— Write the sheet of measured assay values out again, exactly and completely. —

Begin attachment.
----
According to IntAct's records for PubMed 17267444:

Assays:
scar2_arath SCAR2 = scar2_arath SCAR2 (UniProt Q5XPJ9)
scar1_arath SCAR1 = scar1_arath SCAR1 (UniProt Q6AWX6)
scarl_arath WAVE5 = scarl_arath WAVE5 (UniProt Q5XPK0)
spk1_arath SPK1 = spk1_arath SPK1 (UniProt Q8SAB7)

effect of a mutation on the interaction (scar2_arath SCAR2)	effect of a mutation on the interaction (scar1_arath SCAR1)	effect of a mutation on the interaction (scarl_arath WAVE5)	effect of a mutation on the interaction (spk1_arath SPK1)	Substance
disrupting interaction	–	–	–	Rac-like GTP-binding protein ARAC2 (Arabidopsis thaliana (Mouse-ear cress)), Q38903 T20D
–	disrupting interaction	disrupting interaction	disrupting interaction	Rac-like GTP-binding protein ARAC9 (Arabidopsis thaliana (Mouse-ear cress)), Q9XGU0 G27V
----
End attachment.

According to IntAct's records for PubMed 17267444:

Assays:
scar2_arath SCAR2 = scar2_arath SCAR2 (UniProt Q5XPJ9)
scar1_arath SCAR1 = scar1_arath SCAR1 (UniProt Q6AWX6)
scarl_arath WAVE5 = scarl_arath WAVE5 (UniProt Q5XPK0)
spk1_arath SPK1 = spk1_arath SPK1 (UniProt Q8SAB7)

effect of a mutation on the interaction (scar2_arath SCAR2)	effect of a mutation on the interaction (scar1_arath SCAR1)	effect of a mutation on the interaction (scarl_arath WAVE5)	effect of a mutation on the interaction (spk1_arath SPK1)	Substance
disrupting interaction	–	–	–	Rac-like GTP-binding protein ARAC2 (Arabidopsis thaliana (Mouse-ear cress)), Q38903 T20D
–	disrupting interaction	disrupting interaction	disrupting interaction	Rac-like GTP-binding protein ARAC9 (Arabidopsis thaliana (Mouse-ear cress)), Q9XGU0 G27V